Some of the most fascinating physics demonstrations are some of the oldest. In my office, I have several versions of a device known as a Crookes radiometer, including both quality display pieces as well as a cheap plastic version.

A Crookes radiometer looks very much like a four-armed weathervane, each arm of the vane having a white side and a black side, or a glossy side and a matte side. The entire vane is contained within a thin glass (or plastic) case. When direct light, from the sun or a flashlight, is shined upon the device, it begins to rotate: it is a device whose movement is entirely powered by light!

Though the radiometer is simple in design, its discovery resulted in an epic 50 year history of physicists attempting to adequately explain the origin of its motion. The device would attract the interest of some of the most famous scientists of its time, and provoke lively scientific arguments. It is, in fact, a good illustration of how the solution of problems in physics can often be trickier than they first appear to be!

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An Ode to the “Tomb of Horrors”

(NOTE: Updated the post to include one additional Tomb-related adventure, which I completely forgot about while first writing!)

Part of this feeling on my part is certainly nostalgia, but there really isn’t anything quite like the original Advanced Dungeons & Dragons and its associated published adventure modules. Recently on twitter, I’ve been reminiscing about “Old School Dungeons & Dragons” and discussing some of the classics of D&D and AD&D.

However, there are some adventures that deserve more than a handful of tweets to discuss. One of these, and one of the greatest of all time is the Tomb of Horrors, a 1981 adventure that was the first official “deathtrap dungeon,” designed solely to torment, challenge, and exterminate the player characters.  It is incredible for a number of ways, and I thought I would take a little time to talk about why it is so great, and a bit of its legacy!

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Available for pre-order: Falling Felines and Fundamental Physics!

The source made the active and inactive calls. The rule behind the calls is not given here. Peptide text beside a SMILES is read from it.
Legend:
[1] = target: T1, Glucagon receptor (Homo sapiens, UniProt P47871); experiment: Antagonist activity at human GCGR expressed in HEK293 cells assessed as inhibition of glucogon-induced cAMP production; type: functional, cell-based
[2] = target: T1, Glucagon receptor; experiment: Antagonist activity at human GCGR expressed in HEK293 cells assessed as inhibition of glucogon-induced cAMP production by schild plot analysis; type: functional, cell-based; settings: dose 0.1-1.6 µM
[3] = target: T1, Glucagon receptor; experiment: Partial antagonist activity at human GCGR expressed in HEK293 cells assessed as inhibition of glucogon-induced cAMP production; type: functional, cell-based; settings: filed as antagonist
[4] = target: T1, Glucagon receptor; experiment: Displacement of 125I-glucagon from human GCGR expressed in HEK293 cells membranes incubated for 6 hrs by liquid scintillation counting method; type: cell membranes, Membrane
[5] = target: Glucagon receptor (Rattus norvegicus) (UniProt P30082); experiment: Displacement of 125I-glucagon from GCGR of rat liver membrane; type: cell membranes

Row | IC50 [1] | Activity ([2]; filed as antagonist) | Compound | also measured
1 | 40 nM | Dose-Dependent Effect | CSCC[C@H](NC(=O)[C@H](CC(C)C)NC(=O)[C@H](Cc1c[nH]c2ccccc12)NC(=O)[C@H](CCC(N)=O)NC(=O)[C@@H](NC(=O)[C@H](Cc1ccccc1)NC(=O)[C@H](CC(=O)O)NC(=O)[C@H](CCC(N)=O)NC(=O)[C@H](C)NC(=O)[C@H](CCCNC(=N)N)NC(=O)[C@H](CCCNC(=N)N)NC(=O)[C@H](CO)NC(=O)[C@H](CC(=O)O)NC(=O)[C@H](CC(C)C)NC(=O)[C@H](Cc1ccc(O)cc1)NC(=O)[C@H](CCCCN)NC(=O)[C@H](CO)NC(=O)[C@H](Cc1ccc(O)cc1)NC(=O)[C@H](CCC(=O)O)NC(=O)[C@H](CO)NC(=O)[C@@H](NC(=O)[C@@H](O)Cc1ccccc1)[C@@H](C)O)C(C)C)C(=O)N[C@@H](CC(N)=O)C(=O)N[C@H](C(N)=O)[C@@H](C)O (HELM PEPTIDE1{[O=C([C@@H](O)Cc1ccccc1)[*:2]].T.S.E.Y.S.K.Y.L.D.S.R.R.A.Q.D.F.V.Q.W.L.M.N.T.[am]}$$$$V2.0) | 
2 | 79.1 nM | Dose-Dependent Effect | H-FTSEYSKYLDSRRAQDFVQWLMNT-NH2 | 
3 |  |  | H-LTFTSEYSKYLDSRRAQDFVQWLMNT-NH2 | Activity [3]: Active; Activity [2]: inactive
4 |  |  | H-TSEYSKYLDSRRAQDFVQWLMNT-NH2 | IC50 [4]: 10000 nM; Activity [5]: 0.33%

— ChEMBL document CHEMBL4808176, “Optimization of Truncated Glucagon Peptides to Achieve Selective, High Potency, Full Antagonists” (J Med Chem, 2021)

Big news from about my upcoming book, Falling Felines and Fundamental Physics: we have a release date — October 22nd — and a cover!!!

Furthermore, and perhaps most important, the book is now available for pre-order! You can order it through Amazon at this link or, if you prefer, you can order it directly from Yale University Press at their website!

The official blurb is as follows:

The question of how falling cats land on their feet has intrigued humans since at least the middle of the nineteenth century. In this playful and eye-opening history, physicist and cat parent Gregory Gbur explores how attempts to understand the cat-righting reflex have provided crucial insights into puzzles in mathematics, geophysics, neuroscience, and human space exploration.

The result is an engaging tumble through physics, physiology, photography, and robotics to uncover, through scientific debate, the secret of the acrobatic performance known as cat-turning, the cat flip, and the cat twist. Readers learn the solution, but also discover that the finer details still inspire heated arguments. As with other cat behavior, the more we investigate, the more surprises we discover.

I’m really excited to share more information going forward! I would like to share the table of contents next, but I want to check with my publisher first to see if that’s okay. More to come!

And, of course, more blog posts to come!  The past two weeks I was quite busy working through the major editorial comments on the book draft. I’m mostly done with those, so I should have a bit more free time!